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Thousands Of Poorly Protected Postal Workers Sick With Covid-19

Reprinted with permission from ProPublica

For months, one postal worker had been doing all she could to protect herself from COVID-19. She wore a mask long before it was required at her plant in St. Paul, Minnesota. She avoided the lunch room, where she saw little social distancing, and ate in her car.

The stakes felt especially high. Her husband, a postal worker in the same facility, was at high risk because his immune system is compromised by a condition unrelated to the coronavirus. And the 20-year veteran of the U.S. Postal Service knew that her job, operating a machine that sorts mail by ZIP code, would be vital to processing the flood of mail-in ballots expected this fall.

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Can Our Depleted Postal Service Handle A National Election By Mail?

ProPublica is a Pulitzer Prize-winning investigative newsroom. Sign up for The Big Story newsletter to receive stories like this one in your inbox.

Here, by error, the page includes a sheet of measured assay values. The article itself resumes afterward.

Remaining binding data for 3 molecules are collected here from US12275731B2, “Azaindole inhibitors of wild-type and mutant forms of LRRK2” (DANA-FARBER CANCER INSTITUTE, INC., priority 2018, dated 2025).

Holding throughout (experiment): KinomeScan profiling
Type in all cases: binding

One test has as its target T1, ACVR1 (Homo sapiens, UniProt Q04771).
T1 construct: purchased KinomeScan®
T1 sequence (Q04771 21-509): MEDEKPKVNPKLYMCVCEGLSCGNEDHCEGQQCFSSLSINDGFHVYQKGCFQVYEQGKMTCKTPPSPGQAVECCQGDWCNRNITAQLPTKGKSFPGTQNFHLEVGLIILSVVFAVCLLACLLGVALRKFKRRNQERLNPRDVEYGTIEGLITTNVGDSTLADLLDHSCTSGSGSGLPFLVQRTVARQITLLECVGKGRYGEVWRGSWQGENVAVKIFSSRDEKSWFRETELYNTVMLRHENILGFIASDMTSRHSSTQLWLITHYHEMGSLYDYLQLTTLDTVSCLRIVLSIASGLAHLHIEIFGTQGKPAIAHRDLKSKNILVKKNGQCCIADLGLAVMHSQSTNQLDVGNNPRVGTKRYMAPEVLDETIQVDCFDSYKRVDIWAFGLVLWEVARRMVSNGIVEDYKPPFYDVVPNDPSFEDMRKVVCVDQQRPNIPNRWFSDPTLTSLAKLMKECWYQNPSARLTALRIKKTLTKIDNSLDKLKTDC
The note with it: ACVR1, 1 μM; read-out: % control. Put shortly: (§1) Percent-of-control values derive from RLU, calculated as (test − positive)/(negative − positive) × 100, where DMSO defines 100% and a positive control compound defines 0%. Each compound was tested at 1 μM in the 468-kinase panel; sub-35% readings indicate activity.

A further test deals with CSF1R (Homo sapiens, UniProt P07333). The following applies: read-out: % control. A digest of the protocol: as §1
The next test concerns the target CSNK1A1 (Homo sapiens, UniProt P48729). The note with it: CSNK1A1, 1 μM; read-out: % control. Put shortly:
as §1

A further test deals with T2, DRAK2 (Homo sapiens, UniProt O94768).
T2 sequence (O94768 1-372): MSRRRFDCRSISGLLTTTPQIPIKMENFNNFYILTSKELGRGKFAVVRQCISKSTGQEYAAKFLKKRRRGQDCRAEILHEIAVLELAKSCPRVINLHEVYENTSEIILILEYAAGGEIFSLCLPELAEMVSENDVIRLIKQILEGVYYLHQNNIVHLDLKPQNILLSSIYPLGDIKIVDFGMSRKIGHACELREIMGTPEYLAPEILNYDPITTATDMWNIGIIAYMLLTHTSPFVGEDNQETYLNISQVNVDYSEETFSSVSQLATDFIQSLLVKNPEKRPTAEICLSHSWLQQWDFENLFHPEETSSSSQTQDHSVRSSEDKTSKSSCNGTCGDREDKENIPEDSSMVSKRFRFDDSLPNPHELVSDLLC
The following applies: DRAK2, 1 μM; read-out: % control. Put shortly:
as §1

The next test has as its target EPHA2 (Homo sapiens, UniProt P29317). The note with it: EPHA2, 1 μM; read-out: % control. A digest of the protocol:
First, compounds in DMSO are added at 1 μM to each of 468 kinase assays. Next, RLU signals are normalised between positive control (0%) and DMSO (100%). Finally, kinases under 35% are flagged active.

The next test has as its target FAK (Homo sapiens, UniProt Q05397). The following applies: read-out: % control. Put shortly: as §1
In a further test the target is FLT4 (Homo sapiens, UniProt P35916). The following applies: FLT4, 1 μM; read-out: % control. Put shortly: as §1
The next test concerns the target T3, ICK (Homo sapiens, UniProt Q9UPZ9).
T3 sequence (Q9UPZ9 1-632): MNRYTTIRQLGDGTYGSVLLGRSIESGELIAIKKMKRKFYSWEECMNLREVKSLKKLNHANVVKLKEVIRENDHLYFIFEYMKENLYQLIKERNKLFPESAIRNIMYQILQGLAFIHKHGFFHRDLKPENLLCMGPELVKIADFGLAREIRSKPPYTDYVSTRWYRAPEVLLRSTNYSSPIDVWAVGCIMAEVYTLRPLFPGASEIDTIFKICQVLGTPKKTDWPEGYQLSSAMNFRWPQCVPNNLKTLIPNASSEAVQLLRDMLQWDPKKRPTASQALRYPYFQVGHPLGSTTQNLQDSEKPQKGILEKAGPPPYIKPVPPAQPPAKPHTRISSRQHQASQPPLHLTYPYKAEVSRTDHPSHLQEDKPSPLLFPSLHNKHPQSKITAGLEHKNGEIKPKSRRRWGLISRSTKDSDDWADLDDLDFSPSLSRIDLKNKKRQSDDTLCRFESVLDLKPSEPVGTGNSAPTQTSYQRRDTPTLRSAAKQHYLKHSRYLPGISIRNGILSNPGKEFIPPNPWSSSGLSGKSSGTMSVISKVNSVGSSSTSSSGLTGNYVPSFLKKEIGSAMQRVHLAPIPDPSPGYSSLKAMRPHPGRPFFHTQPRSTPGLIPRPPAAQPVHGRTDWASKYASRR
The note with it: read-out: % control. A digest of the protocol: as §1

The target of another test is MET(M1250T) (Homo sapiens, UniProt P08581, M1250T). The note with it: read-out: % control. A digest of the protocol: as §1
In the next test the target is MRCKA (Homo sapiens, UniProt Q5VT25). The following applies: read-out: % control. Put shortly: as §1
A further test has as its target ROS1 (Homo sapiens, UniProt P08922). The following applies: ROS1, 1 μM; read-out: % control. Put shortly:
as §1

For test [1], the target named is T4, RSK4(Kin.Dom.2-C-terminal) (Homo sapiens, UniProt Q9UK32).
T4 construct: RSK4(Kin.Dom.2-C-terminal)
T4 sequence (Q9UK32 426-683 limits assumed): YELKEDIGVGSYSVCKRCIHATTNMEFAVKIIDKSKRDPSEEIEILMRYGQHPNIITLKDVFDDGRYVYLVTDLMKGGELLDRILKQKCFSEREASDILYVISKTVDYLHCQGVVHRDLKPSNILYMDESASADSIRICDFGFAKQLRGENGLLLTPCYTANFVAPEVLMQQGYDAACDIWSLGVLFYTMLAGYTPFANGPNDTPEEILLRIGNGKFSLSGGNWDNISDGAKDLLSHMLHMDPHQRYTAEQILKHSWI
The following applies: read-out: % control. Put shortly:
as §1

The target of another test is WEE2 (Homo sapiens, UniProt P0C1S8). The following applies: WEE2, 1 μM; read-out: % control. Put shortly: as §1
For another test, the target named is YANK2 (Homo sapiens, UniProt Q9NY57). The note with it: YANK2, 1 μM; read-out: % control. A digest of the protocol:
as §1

Two weeks after the polls closed in this year's Ohio primary, two U.S. Postal Service employees showed up in the office of Diane Noonan, the director of elections in Butler County. The workers carried a tray of 317 unopened ballots that had been sitting in a Postal Service warehouse since the day before the election.

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How Panic Buying Strains Vital Food Banks

Reprinted with permission from ProPublica.

For Carlos Rodriguez, CEO of the Community FoodBank of New Jersey, the spike in demand has been as dramatic as the arrival of the coronavirus. In a normal year, Rodriguez's organization provides food for some 50 million meals through a network of 1,000 pantries, food kitchens and other affiliates. But the pandemic meant that some of his bigger food pantries saw 50 percent more traffic almost overnight. And people who had previously donated food were now, for the first time in their lives, asking for help feeding their families.

The disaster-like level of need is only one problem. Panic shopping by consumers has left grocery stores with little left over to donate, Rodriguez said, leaving the Community FoodBank without its most reliable supply of provisions. To keep feeding its clients, he said, his organization has been forced to vie with national grocery chains to buy basic items, paying 15 percent more than only a month or so ago.

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